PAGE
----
Biomass can be defined as energy that is derived from living things, like trees and plants. Because biomass energy is renewable, it is a great option when you’re looking to make the switch to a more sustainable energy source. As it is natural, it is also better for both the environment and your health. Biomass heating systems take the energy that plants or other organisms absorb from the sun, and convert it into heat energy.
Not only is biomass more sustainable than traditional fuel oil, propane, and natural gas, it’s also cheaper. When you use a modern, large-scale biomass system, you’re burning cleaner than other systems that use fossil fuels, with a big reduction in the amount of carbon dioxide that is produced. A system that operates using wood chips will emit fewer pollutants than a wood stove. As biomass is burned, the only carbon it releases is what the plant would have released at its death. In contrast, when fossil fuels are burned, they release carbon that was once trapped inside the earth out into the atmosphere, increasing the overall carbon footprint you produce. Reports show that changing from natural gas to wood biomass, heating bills can be reduced by 29 to 57 percent, which can be considerable savings.
Although you may not be familiar with the term hydronic heating, it has actually been around for decades. The old radiator in your grandma’s house utilized hydronic heating. Modern hydronic heating systems are more sophisticated and operate with hot water that is piped through tubes that run under floorboards, through radiators, and along baseboards.
Hydronic systems utilize boilers which heat liquids with solar and geothermal energy. While most boilers heat water, other systems warm other liquids like antifreeze. No matter what the liquid is, it is pumped through plastic tubing into a heat exchanger, such as a radiator, where it is heated up for use through the house. Hydronic systems transfer heat in three ways: conduction, convection, and radiation. Conduction moves heat energy from object to object. Radiation transfers the heat energy through electromagnetic waves, which can be felt in the heat radiation you feel from a heat lamp. Convection, like what happens when you boil water, is when warm water rises while cold water sinks.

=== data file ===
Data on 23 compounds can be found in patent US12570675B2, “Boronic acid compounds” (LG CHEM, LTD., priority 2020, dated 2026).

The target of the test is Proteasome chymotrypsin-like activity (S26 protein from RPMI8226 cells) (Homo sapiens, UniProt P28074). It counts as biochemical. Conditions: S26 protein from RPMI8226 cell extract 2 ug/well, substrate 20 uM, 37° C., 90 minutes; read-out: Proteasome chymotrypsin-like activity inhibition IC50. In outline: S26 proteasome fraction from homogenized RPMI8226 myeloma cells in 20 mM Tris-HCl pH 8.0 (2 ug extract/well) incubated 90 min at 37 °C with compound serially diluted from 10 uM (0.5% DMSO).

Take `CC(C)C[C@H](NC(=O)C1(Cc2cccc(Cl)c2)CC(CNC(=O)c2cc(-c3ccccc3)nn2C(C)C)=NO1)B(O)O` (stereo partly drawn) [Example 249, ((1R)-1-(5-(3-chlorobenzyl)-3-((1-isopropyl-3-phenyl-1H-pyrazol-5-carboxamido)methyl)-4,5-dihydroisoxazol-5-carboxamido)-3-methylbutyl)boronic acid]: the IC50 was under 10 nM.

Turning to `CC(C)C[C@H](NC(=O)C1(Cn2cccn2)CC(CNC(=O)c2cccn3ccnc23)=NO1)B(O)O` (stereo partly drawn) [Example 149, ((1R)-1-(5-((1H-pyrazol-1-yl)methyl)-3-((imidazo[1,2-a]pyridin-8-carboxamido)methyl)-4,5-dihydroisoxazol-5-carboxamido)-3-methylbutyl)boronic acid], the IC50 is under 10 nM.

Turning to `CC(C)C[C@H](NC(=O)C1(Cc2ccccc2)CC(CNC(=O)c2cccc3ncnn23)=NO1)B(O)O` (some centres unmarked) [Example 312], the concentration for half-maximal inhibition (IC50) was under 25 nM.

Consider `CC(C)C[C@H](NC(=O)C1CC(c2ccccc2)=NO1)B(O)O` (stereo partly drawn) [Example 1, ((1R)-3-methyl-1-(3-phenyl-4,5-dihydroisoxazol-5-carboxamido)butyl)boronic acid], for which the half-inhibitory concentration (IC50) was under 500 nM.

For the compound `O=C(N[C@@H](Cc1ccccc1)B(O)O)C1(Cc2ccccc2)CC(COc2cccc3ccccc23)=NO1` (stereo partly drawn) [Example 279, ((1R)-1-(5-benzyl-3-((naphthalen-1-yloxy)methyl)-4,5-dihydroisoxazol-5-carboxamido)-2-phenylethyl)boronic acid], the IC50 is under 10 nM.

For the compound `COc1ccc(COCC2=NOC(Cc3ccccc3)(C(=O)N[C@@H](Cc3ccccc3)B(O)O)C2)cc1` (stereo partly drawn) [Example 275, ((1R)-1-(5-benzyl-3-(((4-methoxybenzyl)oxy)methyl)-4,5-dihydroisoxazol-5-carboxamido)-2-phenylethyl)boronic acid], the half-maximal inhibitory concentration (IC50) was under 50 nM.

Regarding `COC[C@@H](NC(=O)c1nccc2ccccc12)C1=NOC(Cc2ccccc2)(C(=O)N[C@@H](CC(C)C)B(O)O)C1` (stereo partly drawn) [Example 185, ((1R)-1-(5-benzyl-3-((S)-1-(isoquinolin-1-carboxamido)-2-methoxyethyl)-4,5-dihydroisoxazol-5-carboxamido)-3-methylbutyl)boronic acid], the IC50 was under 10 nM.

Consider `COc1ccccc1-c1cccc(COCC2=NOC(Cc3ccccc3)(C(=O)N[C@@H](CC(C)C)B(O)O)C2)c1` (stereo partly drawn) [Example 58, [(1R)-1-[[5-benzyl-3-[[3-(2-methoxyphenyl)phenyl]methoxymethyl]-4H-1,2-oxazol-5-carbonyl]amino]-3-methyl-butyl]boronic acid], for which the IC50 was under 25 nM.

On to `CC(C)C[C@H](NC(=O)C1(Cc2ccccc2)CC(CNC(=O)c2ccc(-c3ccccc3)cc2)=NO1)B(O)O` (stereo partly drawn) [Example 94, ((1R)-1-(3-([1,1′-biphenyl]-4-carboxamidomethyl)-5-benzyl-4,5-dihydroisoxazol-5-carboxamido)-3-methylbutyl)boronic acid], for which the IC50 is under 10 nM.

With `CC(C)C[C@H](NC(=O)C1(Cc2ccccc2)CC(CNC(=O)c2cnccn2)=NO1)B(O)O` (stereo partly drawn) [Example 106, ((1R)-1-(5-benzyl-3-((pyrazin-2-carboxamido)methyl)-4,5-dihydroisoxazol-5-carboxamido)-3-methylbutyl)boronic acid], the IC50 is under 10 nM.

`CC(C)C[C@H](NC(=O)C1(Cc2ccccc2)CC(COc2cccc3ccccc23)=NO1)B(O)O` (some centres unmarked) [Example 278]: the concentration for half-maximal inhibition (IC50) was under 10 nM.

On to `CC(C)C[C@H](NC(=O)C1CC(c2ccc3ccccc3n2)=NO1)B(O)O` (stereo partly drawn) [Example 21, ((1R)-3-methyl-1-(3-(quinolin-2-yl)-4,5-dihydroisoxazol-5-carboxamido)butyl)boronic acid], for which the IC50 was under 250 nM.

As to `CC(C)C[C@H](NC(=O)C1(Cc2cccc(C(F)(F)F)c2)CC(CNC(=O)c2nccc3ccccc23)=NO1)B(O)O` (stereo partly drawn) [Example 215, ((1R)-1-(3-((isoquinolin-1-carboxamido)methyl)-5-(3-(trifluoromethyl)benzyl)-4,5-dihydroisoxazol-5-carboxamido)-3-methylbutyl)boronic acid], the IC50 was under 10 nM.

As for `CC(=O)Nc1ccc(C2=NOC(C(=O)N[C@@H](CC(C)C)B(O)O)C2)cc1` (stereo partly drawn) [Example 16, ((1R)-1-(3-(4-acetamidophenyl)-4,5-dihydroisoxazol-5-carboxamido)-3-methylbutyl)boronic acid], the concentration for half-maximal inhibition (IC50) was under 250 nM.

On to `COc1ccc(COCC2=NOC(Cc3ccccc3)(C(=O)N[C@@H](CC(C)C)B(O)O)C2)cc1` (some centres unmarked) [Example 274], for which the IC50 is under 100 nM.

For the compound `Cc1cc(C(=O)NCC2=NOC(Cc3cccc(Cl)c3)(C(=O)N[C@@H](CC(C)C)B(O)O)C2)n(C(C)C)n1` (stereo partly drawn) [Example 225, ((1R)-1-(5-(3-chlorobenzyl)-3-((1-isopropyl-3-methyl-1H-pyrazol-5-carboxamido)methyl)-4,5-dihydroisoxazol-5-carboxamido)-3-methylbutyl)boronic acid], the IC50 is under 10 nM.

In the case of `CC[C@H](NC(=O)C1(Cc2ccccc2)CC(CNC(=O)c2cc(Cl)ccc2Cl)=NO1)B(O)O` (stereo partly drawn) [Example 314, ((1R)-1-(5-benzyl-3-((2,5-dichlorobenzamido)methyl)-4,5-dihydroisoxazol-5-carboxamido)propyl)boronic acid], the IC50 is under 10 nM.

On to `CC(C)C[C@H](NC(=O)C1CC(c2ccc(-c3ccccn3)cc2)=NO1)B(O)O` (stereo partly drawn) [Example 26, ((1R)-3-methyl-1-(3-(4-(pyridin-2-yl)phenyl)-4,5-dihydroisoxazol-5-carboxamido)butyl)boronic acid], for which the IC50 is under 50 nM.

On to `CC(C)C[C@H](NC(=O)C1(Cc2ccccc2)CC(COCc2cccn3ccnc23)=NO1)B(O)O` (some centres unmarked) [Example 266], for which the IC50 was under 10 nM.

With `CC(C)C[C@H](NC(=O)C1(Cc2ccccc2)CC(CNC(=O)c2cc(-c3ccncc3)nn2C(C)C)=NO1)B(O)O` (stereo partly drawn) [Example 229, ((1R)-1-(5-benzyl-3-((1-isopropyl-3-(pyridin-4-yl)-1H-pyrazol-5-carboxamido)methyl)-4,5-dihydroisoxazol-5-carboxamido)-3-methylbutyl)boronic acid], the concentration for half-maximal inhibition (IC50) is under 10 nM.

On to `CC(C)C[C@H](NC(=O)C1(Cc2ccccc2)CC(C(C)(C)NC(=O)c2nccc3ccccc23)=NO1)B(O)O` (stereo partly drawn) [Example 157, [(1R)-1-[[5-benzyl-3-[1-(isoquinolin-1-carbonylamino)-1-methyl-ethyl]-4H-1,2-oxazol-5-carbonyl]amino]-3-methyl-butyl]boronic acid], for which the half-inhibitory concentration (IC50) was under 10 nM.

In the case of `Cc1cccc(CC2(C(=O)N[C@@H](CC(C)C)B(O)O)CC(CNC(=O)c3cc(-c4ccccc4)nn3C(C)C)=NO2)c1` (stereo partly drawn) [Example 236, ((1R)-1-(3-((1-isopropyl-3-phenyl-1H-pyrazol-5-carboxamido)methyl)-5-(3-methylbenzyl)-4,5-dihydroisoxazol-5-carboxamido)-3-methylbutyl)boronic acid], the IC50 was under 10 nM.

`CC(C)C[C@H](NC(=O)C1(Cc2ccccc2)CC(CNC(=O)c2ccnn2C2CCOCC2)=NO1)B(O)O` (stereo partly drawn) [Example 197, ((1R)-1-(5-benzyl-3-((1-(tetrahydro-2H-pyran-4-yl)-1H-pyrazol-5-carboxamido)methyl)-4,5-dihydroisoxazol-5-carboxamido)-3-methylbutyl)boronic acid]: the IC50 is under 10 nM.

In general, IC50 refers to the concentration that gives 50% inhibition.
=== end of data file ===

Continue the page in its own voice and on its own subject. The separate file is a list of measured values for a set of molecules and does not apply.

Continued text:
Unlike some of the systems listed above, absorption heating and cooling systems work in conjunction with solar power, geothermal power, or natural gas, with natural gas being the most commonly used fuel source. While absorption heat pumps work nearly identically to other heat pumps, there are two main differences. The first difference is an absorption heat pump is driven by a natural gas burner as opposed to electricity. The second, and possibly most distinct, is that an absorption pump utilizes a water-ammonia solution instead of a standard refrigerant. In the winter, that solution absorbs heat from the Earth, while the pump moves the heated liquid into the house to warm the air. The opposite happens in the summer.
There are many more green heating and cooling technologies that we will be taking a closer look at in the future, but for now, we hope this gets your mind thinking about sustainable energy and what innovations we may see in the years to come. If you are interested in making a change to a more energy efficient HVAC system, call the Phoenix HVAC gurus at Integrity AC and Heating. We’ve got the experience and knowledge to help your home be as comfortable as you’ve always wanted. We hope to hear from you soon!